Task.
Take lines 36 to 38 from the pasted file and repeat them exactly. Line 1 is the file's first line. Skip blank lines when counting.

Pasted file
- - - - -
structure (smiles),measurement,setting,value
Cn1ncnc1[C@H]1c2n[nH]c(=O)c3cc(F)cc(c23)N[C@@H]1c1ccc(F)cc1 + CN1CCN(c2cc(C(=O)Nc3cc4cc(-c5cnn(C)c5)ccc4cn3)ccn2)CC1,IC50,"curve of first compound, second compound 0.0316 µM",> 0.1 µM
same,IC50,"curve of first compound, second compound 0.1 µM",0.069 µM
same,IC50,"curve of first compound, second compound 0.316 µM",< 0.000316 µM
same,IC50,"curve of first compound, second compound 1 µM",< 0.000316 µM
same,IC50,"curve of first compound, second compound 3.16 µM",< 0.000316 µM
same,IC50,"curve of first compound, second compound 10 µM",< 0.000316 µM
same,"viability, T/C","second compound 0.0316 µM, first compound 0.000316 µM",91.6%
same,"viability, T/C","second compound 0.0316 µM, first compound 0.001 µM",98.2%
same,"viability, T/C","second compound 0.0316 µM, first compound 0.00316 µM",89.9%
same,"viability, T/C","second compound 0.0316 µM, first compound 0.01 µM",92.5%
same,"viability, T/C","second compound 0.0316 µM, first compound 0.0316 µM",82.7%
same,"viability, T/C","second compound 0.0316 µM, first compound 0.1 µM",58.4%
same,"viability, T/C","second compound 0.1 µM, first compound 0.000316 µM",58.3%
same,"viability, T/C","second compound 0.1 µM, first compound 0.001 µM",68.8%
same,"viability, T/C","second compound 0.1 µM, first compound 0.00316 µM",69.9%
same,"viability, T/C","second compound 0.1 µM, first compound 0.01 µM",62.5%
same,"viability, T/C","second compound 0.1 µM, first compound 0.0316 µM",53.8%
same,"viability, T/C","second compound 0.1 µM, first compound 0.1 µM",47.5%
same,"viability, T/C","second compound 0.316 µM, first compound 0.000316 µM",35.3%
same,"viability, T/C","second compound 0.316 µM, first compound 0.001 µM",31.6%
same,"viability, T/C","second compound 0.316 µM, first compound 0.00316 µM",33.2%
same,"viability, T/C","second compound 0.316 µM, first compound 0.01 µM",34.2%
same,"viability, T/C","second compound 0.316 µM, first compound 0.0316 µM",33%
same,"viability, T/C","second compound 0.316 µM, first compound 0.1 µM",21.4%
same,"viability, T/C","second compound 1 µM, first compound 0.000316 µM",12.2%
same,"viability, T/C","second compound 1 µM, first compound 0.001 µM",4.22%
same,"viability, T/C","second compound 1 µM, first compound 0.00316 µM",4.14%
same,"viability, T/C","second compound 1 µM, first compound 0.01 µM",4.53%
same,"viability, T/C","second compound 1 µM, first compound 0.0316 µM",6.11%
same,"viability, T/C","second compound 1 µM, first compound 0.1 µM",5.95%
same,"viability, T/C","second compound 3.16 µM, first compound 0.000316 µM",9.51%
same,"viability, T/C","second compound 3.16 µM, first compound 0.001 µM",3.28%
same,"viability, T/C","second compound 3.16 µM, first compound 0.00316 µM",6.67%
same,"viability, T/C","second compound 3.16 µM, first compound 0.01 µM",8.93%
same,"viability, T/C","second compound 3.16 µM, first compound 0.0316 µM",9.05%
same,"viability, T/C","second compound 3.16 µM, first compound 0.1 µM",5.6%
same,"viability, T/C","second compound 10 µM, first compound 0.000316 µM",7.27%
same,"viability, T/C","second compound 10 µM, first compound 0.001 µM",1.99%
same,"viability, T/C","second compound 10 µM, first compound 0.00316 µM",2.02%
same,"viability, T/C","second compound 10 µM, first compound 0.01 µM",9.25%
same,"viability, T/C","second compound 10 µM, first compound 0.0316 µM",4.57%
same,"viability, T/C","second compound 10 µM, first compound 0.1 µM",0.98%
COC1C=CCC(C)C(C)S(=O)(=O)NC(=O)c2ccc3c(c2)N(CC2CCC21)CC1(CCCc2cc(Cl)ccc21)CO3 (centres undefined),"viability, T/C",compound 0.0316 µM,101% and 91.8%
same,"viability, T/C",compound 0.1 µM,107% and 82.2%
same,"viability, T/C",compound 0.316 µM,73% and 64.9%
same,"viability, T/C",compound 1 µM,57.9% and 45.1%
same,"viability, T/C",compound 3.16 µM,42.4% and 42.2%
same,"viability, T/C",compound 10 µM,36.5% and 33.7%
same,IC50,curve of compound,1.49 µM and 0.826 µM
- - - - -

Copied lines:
same,"viability, T/C","second compound 3.16 µM, first compound 0.0316 µM",9.05%
same,"viability, T/C","second compound 3.16 µM, first compound 0.1 µM",5.6%
same,"viability, T/C","second compound 10 µM, first compound 0.000316 µM",7.27%